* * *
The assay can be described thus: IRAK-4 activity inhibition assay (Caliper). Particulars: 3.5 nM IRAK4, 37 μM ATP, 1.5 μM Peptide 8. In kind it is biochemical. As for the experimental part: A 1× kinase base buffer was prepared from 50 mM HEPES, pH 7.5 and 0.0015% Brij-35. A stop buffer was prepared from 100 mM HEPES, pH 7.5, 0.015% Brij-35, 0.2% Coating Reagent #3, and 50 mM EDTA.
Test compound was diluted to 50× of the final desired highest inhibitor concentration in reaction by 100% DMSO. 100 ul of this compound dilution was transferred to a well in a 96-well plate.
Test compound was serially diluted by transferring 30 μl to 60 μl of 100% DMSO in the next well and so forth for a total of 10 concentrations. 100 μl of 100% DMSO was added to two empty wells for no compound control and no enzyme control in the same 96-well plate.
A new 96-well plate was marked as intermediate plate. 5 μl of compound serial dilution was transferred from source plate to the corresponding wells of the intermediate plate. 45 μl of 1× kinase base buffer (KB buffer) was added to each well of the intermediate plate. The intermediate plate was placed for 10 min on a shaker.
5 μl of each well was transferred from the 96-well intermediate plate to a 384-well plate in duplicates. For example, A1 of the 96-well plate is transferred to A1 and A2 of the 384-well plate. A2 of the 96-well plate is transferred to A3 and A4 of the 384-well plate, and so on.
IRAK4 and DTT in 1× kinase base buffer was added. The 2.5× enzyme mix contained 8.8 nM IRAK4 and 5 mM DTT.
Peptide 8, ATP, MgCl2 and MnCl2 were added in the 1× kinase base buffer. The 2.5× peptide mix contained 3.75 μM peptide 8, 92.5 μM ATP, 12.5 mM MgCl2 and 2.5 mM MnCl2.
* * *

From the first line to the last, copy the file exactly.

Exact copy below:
The assay can be described thus: IRAK-4 activity inhibition assay (Caliper). Particulars: 3.5 nM IRAK4, 37 μM ATP, 1.5 μM Peptide 8. In kind it is biochemical. As for the experimental part: A 1× kinase base buffer was prepared from 50 mM HEPES, pH 7.5 and 0.0015% Brij-35. A stop buffer was prepared from 100 mM HEPES, pH 7.5, 0.015% Brij-35, 0.2% Coating Reagent #3, and 50 mM EDTA.
Test compound was diluted to 50× of the final desired highest inhibitor concentration in reaction by 100% DMSO. 100 ul of this compound dilution was transferred to a well in a 96-well plate.
Test compound was serially diluted by transferring 30 μl to 60 μl of 100% DMSO in the next well and so forth for a total of 10 concentrations. 100 μl of 100% DMSO was added to two empty wells for no compound control and no enzyme control in the same 96-well plate.
A new 96-well plate was marked as intermediate plate. 5 μl of compound serial dilution was transferred from source plate to the corresponding wells of the intermediate plate. 45 μl of 1× kinase base buffer (KB buffer) was added to each well of the intermediate plate. The intermediate plate was placed for 10 min on a shaker.
5 μl of each well was transferred from the 96-well intermediate plate to a 384-well plate in duplicates. For example, A1 of the 96-well plate is transferred to A1 and A2 of the 384-well plate. A2 of the 96-well plate is transferred to A3 and A4 of the 384-well plate, and so on.
IRAK4 and DTT in 1× kinase base buffer was added. The 2.5× enzyme mix contained 8.8 nM IRAK4 and 5 mM DTT.
Peptide 8, ATP, MgCl2 and MnCl2 were added in the 1× kinase base buffer. The 2.5× peptide mix contained 3.75 μM peptide 8, 92.5 μM ATP, 12.5 mM MgCl2 and 2.5 mM MnCl2.